Latin: translated literally as “nourishing mother”, a phrase used in ancient Rome to refer to various mother goddesses, in Christianity is has been used for the Virgin Mary, though not so much in modern times. Its primary current usage is to refer any school, college or university that one has attended and/or graduated from.
For me, my Alma Mater is Saint Stanislaus’ College; I could say my Almae matres are Stella Marris, Saint Stanislaus’ College and the University of Guyana, having attended them as my primary, secondary and tertiary educational institutions.
But for me, it will always be “Saints”, there I spent my formative years, my adolescent youth, where I formed life-long friendships, where I had teachers (and a lack of teachers) and memories (good and bad) that refuse to go away.
I had done a blog late last year, on some of the Latin phrases that have stuck with me to this day, if you haven’t read it, it’s not just about my Alma Mater, but about “Monuments”
Last year while looking for subjects to photograph for the Deck Project, I took a midday walk with Nikhil towards Brickdam with the very specific intention and aim of taking a few photographs of the building. During and after photographing it, I was not satisfied, so we continued on down Brickdam to take a few other photographs, one of which I used for that week’s Deck Photo (2011 Deck – Week 13).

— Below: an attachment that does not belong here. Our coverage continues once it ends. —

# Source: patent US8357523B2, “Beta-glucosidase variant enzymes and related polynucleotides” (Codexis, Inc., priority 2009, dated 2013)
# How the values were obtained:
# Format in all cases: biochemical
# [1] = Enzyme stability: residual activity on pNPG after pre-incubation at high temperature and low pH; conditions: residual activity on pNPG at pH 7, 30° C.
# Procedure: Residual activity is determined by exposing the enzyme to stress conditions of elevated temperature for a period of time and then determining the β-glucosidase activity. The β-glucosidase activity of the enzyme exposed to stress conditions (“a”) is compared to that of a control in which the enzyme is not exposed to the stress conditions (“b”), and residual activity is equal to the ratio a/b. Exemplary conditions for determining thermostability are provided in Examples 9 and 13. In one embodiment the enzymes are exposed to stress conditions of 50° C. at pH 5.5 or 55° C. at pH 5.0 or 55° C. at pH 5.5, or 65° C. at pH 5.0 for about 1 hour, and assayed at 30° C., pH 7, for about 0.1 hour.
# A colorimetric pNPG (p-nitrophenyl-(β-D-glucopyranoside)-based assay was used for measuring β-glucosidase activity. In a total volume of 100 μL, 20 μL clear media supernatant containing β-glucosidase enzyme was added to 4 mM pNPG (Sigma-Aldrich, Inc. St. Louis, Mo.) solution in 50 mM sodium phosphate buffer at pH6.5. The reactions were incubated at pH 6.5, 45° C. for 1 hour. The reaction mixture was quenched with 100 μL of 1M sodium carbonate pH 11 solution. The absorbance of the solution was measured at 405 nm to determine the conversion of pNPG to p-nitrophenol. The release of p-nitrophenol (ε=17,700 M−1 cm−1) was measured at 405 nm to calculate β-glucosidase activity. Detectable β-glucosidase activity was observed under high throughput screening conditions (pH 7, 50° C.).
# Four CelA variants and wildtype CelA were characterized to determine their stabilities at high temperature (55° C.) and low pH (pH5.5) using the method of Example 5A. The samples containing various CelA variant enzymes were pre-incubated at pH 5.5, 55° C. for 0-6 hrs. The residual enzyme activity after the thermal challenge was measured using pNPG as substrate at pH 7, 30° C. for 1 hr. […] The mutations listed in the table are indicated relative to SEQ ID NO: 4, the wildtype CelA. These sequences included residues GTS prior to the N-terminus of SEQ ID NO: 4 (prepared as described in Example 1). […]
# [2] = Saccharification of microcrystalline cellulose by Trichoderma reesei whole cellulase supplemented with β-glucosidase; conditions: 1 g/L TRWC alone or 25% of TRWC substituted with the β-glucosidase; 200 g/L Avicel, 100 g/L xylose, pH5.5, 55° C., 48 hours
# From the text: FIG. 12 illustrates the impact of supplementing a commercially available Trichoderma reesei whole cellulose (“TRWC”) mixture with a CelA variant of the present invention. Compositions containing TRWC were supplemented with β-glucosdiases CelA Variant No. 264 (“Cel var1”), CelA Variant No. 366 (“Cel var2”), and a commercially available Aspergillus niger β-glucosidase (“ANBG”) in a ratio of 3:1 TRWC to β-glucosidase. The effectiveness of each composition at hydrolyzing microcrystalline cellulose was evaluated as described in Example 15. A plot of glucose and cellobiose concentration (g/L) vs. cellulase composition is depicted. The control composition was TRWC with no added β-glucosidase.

Every so often, I go through my older images, and on reaching the photos that I had taken of my Alma Mater, I was moved to view them differently, One stood out from the rest, but I was still not happy with it as it was, I decided to try a Psuedo-HDR out of it, I created two alternate exposures in Lightroom, one at -3ev (to retain some detail in the sky) and one at +3ev (although to be honest, I don’t think I really wanted more details in the shadows for this one). I did the HDR combining and tone-mapping in Nik HDR Efex Pro. I didn’t really want a coloured image as the final product, so in the HDR processing, I did a conversion to monochrome as well.
Please click on the image for a much better view in the Gallery, unlike most of my black and white images, I placed this one in the Georgetown Gallery.